Alcest - Shelter | Album Review | By Volume

Holding on too long is just a fear of letting go, because not every thing that goes around comes back around, you know. QOTSA - ...Like Clockwork
shelter

Alcest

Shelter

Alcest have crafted something quite beautiful.

Comments (0)
Author: on January 20, 2014
8.6
DisManic / eOne

Let’s get one thing out of the way: I’ve never listened to Alcest before. I have heard about them certainly, and was never anything less than curious about their brand of “blackgaze”, or whatever the hell people call music’s most interesting-on-paper hybrid, but I had never sat down and actually listened to them. Normally a reviewer is supposed to feint knowledge, like some oracular scribe or scepter-wielding guardian of The Gate of Culture. This is never really true and we all know it, so instead of pretending like you’re an idiot staring up at the Olympian of culture, in awe of my vast knowledge of the universe, that is, of the blogosphere, I’m going to right away tell you I know shit all about Alcest. This is all to say that my review of their latest, Shelter, has none of the formalities that every other review will inevitably touch upon — like how this is their furthest deviation from their black metal roots yet (oops, there I go breaking my own promises again, how Icarian of me). Frankly, my dear, I don’t give a shit. I just want to talk about how goddamn pretty this record is.

Okay, okay: so what, it’s a pretty record? Too often, it seems, “pretty” is a lazy adjective that is either meant to crown a band in a halo of ham-fisted ejaculate or deride them as shallow and simplistic. So when I write that Shelter is a pretty record, rest assured that I mean this as more than a simple aesthetic measure. Because, sure, when the opening introductory fare of “Wings” breaks into the jangly shoegaze-pop of “Opale”, the immediate reaction to those chiming major chords is something along the lines of: “my God, they’ve done it!” But as these eight tracks progress toward the squalling climax of “Deliverance”, “pretty” takes on a form greater than a reactionary adjective; it becomes the defining gesture encompassing a particular song-writing dictum. All come hither: pretty chords abound! Shelter is the elusive form of pretty that bridges the gap between a word that once meant “cunning, skillful, and creative” to its latter use as “attractive, and skillfully made,” and finally to “fine, in a slight way”. It packs in a prettiness that is equal parts “skillfully made” and “attractive”. It’s cunning, too, the way that those heavy, distorted chords seem to leap out of nowhere on the epic “Voix Sereines” during its second half climax.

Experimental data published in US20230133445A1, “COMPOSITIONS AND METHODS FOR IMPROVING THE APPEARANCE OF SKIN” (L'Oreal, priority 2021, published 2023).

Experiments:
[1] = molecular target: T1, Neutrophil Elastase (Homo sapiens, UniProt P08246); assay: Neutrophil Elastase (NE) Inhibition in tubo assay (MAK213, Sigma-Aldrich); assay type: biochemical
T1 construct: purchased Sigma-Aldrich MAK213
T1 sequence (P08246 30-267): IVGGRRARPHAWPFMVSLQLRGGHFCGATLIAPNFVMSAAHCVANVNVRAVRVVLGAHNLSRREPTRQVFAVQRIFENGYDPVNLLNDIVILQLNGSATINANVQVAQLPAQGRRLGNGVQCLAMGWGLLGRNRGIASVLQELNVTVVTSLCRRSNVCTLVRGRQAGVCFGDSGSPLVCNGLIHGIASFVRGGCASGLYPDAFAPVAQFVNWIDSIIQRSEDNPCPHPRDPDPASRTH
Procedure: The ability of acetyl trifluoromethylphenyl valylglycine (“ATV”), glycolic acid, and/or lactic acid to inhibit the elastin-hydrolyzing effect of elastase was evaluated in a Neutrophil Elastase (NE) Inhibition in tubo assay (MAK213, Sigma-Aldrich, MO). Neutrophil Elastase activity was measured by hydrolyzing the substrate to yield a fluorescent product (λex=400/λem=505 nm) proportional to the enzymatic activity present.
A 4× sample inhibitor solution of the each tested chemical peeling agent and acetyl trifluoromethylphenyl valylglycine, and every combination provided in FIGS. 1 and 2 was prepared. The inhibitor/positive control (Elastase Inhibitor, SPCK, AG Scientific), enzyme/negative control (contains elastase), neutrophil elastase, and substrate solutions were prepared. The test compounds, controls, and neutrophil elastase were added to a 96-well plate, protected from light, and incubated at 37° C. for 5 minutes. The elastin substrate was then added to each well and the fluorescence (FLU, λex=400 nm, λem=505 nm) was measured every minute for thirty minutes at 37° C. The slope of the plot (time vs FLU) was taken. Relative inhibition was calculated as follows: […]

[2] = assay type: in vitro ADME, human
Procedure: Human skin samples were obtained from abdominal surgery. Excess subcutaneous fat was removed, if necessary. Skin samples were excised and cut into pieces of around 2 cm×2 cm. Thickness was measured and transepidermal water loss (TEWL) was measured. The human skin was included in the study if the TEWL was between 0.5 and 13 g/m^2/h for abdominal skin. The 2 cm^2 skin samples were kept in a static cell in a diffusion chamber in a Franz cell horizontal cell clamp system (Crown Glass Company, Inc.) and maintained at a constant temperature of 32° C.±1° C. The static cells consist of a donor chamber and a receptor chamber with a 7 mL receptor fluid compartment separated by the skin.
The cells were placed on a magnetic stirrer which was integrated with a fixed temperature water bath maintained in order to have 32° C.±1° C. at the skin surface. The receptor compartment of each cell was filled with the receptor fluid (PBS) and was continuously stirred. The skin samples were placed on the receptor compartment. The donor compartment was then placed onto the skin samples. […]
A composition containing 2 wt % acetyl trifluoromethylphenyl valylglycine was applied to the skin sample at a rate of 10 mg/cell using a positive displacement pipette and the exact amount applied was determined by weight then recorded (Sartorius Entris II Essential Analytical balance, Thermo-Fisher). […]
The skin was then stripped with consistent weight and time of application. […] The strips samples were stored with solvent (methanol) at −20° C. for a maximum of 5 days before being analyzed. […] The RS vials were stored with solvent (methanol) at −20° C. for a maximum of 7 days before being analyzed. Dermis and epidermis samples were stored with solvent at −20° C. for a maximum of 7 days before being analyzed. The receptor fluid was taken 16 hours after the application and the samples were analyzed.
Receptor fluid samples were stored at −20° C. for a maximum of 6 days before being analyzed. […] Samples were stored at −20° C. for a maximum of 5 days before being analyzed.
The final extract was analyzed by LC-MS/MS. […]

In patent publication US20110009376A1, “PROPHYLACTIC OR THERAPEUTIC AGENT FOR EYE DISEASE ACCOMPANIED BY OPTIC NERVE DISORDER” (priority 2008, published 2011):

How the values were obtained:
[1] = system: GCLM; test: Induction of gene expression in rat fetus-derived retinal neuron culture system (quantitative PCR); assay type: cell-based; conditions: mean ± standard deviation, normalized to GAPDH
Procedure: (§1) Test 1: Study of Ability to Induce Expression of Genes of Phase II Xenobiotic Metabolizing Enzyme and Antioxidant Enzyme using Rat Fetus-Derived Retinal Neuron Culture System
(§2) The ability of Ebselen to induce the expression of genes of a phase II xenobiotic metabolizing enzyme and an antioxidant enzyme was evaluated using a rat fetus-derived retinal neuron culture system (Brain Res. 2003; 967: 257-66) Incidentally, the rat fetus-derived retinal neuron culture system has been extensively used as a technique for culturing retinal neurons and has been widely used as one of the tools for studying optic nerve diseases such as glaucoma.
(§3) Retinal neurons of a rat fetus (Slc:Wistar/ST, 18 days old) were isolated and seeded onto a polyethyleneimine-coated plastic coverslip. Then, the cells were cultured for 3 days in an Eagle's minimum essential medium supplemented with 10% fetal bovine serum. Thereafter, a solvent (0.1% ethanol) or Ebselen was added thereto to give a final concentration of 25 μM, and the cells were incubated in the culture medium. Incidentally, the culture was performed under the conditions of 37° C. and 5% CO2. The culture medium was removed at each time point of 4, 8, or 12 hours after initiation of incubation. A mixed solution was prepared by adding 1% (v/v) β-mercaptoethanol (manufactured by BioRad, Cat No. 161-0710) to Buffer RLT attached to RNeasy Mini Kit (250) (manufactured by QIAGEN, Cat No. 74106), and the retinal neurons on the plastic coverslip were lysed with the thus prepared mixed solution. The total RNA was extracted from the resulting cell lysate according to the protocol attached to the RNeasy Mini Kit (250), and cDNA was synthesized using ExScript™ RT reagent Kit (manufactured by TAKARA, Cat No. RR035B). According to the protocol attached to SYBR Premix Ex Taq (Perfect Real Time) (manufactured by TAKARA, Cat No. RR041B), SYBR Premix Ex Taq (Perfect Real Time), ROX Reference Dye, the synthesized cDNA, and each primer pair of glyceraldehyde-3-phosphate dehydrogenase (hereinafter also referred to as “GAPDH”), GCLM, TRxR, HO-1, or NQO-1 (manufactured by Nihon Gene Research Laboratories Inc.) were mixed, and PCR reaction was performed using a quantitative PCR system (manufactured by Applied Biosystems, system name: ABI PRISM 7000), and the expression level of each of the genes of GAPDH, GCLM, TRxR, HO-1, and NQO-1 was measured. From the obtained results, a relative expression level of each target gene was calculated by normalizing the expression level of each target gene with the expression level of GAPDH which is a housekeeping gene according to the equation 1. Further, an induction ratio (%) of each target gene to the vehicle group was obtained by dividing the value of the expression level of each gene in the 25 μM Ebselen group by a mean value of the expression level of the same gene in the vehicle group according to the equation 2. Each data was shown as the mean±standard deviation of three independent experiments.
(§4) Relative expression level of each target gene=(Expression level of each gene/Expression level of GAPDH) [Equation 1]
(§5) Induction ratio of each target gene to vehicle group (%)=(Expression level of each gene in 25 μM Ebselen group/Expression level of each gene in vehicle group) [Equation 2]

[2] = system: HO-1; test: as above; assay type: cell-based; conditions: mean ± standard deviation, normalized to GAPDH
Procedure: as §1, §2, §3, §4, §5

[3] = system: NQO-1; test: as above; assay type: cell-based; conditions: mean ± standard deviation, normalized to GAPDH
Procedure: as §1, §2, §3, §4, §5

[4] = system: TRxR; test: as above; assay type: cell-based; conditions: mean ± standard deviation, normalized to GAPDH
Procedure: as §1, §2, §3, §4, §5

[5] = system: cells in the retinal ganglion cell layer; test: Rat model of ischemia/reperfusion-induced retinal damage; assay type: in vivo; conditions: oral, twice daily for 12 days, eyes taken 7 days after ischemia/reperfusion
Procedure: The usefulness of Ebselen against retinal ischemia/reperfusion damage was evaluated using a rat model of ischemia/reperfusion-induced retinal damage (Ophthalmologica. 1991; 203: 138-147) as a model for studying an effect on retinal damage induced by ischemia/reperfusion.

But when it comes right down to it, it’s not that difficult to make “pretty” music these days, or at least, music deemed to be “pretty” in terms of particular groups of audiences. A little bit of EQ humping, a dash of reverb, some strings, a certain mixture of major and minor chords, more reverb (that shit’s like Cumin, there’s never enough): bam! You’ve just covered a serious lack of song-writing chops and creative thought with production techniques. To that end, there’s an inevitable cynicism trailing close behind any praise of a record’s prettiness. On Shelter, though, prettiness stands for more than aesthetics — it is a mode that channels a host of themes, coating them in a particular spackle. Caching, manoeuvering, engineering: all are adjectives describing an active host, and such a kinetic maelstrom is rarely filtered through the lens of beauty. In the end, it’s these adjectives of action that best describe the all-encompassing mantra of Shelter. It’s an album delicately and meticulously crafted by Alcest to not just sound pretty in a passive sense, with its shimmering layers of guitar atmosphere standing ever so still, almost painterly, but to envelope what that word might connote, testing the limits of where such a subjective and deceptively straightforward emotion might lead.

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